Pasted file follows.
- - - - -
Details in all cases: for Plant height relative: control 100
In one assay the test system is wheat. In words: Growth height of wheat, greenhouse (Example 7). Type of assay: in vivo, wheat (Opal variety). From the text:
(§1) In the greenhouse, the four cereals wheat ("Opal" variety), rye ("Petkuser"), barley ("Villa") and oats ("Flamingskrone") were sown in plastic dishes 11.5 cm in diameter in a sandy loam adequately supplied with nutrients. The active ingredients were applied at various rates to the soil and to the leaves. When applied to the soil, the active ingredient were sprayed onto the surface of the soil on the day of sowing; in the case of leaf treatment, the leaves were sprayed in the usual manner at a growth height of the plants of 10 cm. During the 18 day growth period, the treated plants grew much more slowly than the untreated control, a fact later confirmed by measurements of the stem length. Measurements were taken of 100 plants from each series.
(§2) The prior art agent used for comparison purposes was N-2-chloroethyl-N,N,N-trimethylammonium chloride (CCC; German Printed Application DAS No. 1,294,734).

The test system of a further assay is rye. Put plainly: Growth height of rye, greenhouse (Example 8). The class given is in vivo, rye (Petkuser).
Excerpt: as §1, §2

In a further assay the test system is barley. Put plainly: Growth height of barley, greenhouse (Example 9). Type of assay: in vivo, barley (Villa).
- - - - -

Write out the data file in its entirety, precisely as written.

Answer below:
Details in all cases: for Plant height relative: control 100
In one assay the test system is wheat. In words: Growth height of wheat, greenhouse (Example 7). Type of assay: in vivo, wheat (Opal variety). From the text:
(§1) In the greenhouse, the four cereals wheat ("Opal" variety), rye ("Petkuser"), barley ("Villa") and oats ("Flamingskrone") were sown in plastic dishes 11.5 cm in diameter in a sandy loam adequately supplied with nutrients. The active ingredients were applied at various rates to the soil and to the leaves. When applied to the soil, the active ingredient were sprayed onto the surface of the soil on the day of sowing; in the case of leaf treatment, the leaves were sprayed in the usual manner at a growth height of the plants of 10 cm. During the 18 day growth period, the treated plants grew much more slowly than the untreated control, a fact later confirmed by measurements of the stem length. Measurements were taken of 100 plants from each series.
(§2) The prior art agent used for comparison purposes was N-2-chloroethyl-N,N,N-trimethylammonium chloride (CCC; German Printed Application DAS No. 1,294,734).

The test system of a further assay is rye. Put plainly: Growth height of rye, greenhouse (Example 8). The class given is in vivo, rye (Petkuser).
Excerpt: as §1, §2

In a further assay the test system is barley. Put plainly: Growth height of barley, greenhouse (Example 9). Type of assay: in vivo, barley (Villa).